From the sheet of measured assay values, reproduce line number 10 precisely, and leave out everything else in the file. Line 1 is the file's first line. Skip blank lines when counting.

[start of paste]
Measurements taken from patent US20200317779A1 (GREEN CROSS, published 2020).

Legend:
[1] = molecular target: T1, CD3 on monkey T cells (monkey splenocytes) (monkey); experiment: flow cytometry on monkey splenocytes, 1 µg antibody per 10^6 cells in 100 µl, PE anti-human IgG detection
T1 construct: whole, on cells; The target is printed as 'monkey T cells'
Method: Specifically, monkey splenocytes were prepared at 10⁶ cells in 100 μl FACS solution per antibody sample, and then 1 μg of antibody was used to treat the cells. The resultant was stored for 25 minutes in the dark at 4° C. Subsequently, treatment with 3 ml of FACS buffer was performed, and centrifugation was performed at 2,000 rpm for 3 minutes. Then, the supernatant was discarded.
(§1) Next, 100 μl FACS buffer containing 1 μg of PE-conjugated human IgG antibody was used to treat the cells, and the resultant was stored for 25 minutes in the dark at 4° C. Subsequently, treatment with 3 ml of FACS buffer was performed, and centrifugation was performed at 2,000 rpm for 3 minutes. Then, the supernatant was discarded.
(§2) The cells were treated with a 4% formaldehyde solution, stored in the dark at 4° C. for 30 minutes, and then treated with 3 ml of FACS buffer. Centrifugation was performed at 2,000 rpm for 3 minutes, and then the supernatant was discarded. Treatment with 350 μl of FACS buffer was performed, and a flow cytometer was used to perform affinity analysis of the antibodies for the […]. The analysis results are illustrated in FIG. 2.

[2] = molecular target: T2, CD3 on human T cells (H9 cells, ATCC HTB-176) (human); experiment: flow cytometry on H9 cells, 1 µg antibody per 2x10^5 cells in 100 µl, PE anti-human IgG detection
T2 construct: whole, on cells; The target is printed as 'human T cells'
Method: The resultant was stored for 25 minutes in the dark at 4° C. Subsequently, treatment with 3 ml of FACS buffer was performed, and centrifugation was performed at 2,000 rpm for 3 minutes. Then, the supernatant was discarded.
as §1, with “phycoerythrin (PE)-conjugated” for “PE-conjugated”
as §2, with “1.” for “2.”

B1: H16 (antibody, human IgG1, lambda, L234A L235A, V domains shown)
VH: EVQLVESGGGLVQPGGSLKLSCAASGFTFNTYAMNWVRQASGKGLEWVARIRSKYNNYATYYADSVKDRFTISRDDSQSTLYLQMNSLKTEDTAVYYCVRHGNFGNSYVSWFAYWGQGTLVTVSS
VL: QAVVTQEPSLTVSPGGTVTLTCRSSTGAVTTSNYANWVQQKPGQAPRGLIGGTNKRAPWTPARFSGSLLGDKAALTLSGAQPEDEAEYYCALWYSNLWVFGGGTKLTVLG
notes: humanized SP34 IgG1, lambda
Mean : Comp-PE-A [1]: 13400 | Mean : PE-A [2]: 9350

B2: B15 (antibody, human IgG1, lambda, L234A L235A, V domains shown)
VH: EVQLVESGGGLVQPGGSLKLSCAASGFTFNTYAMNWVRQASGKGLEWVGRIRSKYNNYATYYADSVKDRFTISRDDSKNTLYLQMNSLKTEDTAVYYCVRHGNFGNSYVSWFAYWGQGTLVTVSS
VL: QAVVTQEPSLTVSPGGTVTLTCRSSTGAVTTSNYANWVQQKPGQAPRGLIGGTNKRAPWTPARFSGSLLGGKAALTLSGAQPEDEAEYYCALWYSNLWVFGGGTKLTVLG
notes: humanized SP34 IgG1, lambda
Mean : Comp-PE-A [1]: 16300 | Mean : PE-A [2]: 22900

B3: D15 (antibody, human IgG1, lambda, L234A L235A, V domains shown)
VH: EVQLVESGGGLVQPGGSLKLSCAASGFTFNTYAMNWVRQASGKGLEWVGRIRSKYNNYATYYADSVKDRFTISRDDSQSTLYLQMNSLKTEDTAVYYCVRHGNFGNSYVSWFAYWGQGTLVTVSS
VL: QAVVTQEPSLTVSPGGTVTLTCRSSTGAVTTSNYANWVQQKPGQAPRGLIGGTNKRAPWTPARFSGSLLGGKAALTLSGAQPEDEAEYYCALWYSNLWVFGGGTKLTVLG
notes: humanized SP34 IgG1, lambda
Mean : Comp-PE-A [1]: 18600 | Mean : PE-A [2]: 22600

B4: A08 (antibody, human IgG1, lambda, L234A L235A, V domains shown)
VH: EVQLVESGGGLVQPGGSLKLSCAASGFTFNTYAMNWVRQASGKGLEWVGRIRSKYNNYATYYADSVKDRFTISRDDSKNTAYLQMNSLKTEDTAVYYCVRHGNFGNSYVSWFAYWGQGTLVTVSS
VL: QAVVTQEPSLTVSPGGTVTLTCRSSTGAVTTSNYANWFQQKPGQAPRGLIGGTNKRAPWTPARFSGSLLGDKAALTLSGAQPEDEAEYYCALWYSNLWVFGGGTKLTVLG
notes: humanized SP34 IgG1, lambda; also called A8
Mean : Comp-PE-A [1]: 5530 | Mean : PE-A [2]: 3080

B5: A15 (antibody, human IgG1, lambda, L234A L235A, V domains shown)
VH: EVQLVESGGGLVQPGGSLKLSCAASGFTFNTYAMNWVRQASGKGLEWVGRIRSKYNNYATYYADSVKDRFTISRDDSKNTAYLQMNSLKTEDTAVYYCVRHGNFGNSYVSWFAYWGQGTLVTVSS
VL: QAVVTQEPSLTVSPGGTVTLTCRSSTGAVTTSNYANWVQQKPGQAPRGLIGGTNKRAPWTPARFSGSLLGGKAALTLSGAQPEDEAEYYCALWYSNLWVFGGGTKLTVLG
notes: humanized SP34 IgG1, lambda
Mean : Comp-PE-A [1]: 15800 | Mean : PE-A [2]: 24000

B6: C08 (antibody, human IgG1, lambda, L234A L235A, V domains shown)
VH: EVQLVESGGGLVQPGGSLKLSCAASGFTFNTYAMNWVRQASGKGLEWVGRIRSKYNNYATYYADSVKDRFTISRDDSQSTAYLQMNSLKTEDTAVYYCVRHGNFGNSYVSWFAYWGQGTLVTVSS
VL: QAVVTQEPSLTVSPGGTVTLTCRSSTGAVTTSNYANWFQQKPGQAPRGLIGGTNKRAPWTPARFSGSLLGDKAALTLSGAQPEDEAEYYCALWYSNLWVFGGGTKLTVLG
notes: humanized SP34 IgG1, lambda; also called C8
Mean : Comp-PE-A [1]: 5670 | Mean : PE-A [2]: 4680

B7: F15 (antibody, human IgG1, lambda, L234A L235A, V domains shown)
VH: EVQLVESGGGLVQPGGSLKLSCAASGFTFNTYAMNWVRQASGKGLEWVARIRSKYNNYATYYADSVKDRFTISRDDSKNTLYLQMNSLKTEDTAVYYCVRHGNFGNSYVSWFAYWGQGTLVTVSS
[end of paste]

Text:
Method: The resultant was stored for 25 minutes in the dark at 4° C. Subsequently, treatment with 3 ml of FACS buffer was performed, and centrifugation was performed at 2,000 rpm for 3 minutes. Then, the supernatant was discarded.